"As with all neoadjuvant therapy, we don't want the treatment to compromise the outcomes of surgery when the intent is curative, and we once again have evidence that this is not the case when it comes to immune therapy," she said. However, she added that "we will need further survival data to really change the standard of practice in high-risk melanoma and demonstrate whether there is a superior sequence of therapy and surgery." 

Details of the New Results

The S1801 clinical trial enrolled 345 participants with stage IIIB through stage IV melanoma considered resectable. The cohort was randomized to receive either upfront surgery followed by 18 doses of pembrolizumab 200 mg every 3 weeks for a total of 18 doses or neoadjuvant therapy with pembrolizumab 200 mg (3 doses) followed by 15 doses of adjuvant pembrolizumab.

The primary endpoint was event-free survival (EFS), defined as the time from randomization to the occurrence of one of the following: disease progression or toxicity that resulted in not receiving surgery, failure to begin adjuvant therapy within 84 days of surgery, melanoma recurrence after surgery, or death from any cause.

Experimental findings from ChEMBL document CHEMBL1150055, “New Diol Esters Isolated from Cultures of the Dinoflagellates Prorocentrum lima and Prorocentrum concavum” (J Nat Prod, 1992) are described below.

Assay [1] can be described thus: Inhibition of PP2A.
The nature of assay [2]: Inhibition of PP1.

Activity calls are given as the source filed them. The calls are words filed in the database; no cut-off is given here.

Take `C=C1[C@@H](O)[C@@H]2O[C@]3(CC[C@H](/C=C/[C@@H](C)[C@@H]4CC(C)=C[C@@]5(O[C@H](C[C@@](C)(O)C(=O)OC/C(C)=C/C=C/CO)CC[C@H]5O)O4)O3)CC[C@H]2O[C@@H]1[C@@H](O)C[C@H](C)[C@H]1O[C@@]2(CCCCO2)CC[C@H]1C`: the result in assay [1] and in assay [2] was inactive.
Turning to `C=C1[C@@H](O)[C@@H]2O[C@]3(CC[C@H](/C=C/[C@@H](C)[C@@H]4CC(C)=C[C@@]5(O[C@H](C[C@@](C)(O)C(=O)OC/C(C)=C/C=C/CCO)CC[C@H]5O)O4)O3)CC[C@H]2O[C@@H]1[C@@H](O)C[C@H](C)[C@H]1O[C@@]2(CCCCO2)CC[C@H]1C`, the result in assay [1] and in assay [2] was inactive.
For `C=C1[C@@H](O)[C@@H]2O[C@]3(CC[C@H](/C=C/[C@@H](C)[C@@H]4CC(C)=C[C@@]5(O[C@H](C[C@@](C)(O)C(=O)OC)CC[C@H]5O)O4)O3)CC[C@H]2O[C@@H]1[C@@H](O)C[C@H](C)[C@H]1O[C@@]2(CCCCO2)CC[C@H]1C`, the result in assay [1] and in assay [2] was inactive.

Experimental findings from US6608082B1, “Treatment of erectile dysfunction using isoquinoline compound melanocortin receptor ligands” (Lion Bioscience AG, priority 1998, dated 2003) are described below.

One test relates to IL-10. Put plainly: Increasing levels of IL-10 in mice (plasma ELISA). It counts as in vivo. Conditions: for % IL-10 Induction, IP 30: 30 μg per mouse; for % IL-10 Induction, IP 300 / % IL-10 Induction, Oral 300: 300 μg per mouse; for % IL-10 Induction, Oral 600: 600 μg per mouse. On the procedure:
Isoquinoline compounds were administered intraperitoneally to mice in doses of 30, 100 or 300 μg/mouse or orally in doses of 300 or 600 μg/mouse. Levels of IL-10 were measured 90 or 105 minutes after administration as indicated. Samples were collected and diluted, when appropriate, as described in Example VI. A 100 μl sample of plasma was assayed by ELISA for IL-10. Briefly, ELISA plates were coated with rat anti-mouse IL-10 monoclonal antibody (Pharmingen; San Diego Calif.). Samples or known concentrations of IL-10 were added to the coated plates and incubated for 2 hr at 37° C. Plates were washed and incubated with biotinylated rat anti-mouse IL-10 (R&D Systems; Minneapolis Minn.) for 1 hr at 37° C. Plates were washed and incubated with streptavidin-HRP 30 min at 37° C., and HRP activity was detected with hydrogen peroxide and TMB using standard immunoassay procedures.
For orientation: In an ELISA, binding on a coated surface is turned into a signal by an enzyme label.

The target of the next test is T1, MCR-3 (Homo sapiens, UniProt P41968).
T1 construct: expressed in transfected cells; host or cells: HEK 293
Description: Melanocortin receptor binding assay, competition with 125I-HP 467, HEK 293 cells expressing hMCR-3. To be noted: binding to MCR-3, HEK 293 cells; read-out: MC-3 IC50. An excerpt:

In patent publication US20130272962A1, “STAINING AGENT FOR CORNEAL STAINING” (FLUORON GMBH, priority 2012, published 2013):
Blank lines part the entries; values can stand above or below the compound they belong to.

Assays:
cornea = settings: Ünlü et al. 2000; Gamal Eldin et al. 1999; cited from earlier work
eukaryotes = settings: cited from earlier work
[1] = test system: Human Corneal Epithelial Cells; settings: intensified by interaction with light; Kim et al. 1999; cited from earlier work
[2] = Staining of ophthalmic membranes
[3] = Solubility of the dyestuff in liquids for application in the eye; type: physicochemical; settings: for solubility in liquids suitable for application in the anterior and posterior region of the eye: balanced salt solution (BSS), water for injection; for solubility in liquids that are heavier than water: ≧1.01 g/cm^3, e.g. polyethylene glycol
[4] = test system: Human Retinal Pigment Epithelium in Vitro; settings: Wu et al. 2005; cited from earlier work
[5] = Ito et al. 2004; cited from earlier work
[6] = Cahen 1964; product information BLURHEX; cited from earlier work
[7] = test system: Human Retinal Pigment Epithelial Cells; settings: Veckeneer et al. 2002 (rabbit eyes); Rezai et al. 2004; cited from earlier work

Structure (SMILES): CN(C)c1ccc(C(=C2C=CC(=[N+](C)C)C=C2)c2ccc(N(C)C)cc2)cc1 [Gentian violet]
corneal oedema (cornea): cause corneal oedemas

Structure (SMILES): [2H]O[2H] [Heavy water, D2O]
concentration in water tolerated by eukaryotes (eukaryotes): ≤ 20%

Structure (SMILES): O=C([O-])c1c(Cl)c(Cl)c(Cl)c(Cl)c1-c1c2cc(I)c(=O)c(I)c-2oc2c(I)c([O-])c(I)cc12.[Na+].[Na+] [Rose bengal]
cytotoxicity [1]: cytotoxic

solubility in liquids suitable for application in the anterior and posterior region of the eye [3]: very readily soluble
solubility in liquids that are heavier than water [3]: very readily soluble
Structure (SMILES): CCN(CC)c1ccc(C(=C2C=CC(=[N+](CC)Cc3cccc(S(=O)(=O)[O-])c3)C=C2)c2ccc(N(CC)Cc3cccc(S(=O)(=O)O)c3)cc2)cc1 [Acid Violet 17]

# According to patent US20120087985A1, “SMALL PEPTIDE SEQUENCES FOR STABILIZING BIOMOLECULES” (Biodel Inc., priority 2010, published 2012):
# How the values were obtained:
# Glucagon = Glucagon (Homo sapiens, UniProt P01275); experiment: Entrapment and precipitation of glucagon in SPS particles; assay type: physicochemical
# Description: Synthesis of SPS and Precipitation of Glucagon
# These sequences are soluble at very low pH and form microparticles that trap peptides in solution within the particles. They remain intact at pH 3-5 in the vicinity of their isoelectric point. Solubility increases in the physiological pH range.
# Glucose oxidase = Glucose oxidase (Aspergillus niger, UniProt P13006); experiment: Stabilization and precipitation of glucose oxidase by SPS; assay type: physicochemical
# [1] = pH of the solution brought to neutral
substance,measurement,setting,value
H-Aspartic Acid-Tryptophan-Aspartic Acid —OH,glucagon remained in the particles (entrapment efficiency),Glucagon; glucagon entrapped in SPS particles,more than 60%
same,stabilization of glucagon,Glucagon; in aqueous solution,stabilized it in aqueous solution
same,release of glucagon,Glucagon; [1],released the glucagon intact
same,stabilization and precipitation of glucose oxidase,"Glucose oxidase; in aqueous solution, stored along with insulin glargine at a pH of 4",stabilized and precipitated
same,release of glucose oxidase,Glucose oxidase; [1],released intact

At a median follow-up of 14.7 months, EFS was significantly higher for patients in the neoadjuvant group compared with those receiving adjuvant therapy only (HR, 0.58; one-sided log-rank P = .004). A total of 36 participants died in the neoadjuvant and adjuvant groups (14 and 22 patients, extrapolating to a hazard ratio of 0.63; one-sided P = .091).

"With a limited number of events, overall survival is not statistically different at this time," Patel said. "Landmark 2-year survival was 72% in the neoadjuvant arm and 49% in the adjuvant arm."

The authors note that the benefit of neoadjuvant therapy remained consistent across a range of factors including patient age, sex, performance status, stage of disease, ulceration, and BRAF status. The same proportion of patients in both groups received adjuvant pembrolizumab following surgery.

Rates of adverse events were similar in both groups, and neoadjuvant pembrolizumab did not result in an increase in adverse events related to surgery. In the neoadjuvant group, 28 patients (21%) with submitted pathology reports were noted to have had a complete pathologic response (0% viable tumor) on local review.